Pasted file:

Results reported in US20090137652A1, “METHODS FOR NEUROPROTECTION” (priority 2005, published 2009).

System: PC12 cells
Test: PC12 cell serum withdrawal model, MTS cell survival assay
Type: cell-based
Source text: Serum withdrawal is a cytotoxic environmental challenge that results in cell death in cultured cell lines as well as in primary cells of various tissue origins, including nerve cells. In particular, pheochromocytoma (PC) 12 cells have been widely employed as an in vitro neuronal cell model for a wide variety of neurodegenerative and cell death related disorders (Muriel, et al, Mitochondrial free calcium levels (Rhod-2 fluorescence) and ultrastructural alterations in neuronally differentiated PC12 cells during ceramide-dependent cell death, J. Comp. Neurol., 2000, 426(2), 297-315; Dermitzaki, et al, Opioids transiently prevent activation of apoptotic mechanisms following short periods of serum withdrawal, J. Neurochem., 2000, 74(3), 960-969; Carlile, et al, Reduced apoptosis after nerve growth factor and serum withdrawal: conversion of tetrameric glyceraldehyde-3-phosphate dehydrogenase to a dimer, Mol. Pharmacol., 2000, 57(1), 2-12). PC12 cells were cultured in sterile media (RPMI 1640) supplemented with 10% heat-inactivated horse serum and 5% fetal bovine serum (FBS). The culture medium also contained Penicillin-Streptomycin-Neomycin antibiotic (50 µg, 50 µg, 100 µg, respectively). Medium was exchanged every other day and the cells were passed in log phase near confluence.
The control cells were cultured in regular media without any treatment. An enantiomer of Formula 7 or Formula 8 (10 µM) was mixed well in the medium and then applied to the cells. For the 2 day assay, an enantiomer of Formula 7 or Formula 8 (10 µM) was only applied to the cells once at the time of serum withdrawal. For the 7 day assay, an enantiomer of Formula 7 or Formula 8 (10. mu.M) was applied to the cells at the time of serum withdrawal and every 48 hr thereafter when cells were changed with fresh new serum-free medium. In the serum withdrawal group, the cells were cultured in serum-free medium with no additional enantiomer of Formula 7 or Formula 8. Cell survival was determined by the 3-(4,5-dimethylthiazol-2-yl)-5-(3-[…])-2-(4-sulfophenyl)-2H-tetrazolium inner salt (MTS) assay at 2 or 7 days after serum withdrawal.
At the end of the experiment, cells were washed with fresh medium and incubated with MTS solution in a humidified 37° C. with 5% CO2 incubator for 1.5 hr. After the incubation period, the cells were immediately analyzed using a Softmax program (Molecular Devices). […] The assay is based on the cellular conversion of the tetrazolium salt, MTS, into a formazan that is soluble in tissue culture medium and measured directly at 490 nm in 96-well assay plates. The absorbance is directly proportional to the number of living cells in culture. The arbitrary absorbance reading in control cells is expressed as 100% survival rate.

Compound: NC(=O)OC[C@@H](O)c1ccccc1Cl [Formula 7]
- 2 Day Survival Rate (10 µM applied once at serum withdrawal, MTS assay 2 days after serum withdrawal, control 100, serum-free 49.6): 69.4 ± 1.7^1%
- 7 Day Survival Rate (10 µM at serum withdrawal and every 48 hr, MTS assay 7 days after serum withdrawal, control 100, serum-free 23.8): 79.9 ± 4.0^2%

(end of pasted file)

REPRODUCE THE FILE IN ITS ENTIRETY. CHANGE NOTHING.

Results reported in US20090137652A1, “METHODS FOR NEUROPROTECTION” (priority 2005, published 2009).

System: PC12 cells
Test: PC12 cell serum withdrawal model, MTS cell survival assay
Type: cell-based
Source text: Serum withdrawal is a cytotoxic environmental challenge that results in cell death in cultured cell lines as well as in primary cells of various tissue origins, including nerve cells. In particular, pheochromocytoma (PC) 12 cells have been widely employed as an in vitro neuronal cell model for a wide variety of neurodegenerative and cell death related disorders (Muriel, et al, Mitochondrial free calcium levels (Rhod-2 fluorescence) and ultrastructural alterations in neuronally differentiated PC12 cells during ceramide-dependent cell death, J. Comp. Neurol., 2000, 426(2), 297-315; Dermitzaki, et al, Opioids transiently prevent activation of apoptotic mechanisms following short periods of serum withdrawal, J. Neurochem., 2000, 74(3), 960-969; Carlile, et al, Reduced apoptosis after nerve growth factor and serum withdrawal: conversion of tetrameric glyceraldehyde-3-phosphate dehydrogenase to a dimer, Mol. Pharmacol., 2000, 57(1), 2-12). PC12 cells were cultured in sterile media (RPMI 1640) supplemented with 10% heat-inactivated horse serum and 5% fetal bovine serum (FBS). The culture medium also contained Penicillin-Streptomycin-Neomycin antibiotic (50 µg, 50 µg, 100 µg, respectively). Medium was exchanged every other day and the cells were passed in log phase near confluence.
The control cells were cultured in regular media without any treatment. An enantiomer of Formula 7 or Formula 8 (10 µM) was mixed well in the medium and then applied to the cells. For the 2 day assay, an enantiomer of Formula 7 or Formula 8 (10 µM) was only applied to the cells once at the time of serum withdrawal. For the 7 day assay, an enantiomer of Formula 7 or Formula 8 (10. mu.M) was applied to the cells at the time of serum withdrawal and every 48 hr thereafter when cells were changed with fresh new serum-free medium. In the serum withdrawal group, the cells were cultured in serum-free medium with no additional enantiomer of Formula 7 or Formula 8. Cell survival was determined by the 3-(4,5-dimethylthiazol-2-yl)-5-(3-[…])-2-(4-sulfophenyl)-2H-tetrazolium inner salt (MTS) assay at 2 or 7 days after serum withdrawal.
At the end of the experiment, cells were washed with fresh medium and incubated with MTS solution in a humidified 37° C. with 5% CO2 incubator for 1.5 hr. After the incubation period, the cells were immediately analyzed using a Softmax program (Molecular Devices). […] The assay is based on the cellular conversion of the tetrazolium salt, MTS, into a formazan that is soluble in tissue culture medium and measured directly at 490 nm in 96-well assay plates. The absorbance is directly proportional to the number of living cells in culture. The arbitrary absorbance reading in control cells is expressed as 100% survival rate.

Compound: NC(=O)OC[C@@H](O)c1ccccc1Cl [Formula 7]
- 2 Day Survival Rate (10 µM applied once at serum withdrawal, MTS assay 2 days after serum withdrawal, control 100, serum-free 49.6): 69.4 ± 1.7^1%
- 7 Day Survival Rate (10 µM at serum withdrawal and every 48 hr, MTS assay 7 days after serum withdrawal, control 100, serum-free 23.8): 79.9 ± 4.0^2%